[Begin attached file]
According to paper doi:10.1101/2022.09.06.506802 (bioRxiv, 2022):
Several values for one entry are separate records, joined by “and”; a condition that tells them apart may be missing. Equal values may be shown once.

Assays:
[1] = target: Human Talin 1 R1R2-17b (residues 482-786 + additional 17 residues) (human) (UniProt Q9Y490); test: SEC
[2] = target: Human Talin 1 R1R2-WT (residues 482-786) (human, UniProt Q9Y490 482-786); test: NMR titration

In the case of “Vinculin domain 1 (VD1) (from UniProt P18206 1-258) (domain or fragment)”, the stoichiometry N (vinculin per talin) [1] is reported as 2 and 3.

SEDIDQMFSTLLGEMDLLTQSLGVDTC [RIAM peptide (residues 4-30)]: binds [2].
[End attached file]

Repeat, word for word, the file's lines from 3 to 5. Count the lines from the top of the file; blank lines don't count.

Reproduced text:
Assays:
[1] = target: Human Talin 1 R1R2-17b (residues 482-786 + additional 17 residues) (human) (UniProt Q9Y490); test: SEC
[2] = target: Human Talin 1 R1R2-WT (residues 482-786) (human, UniProt Q9Y490 482-786); test: NMR titration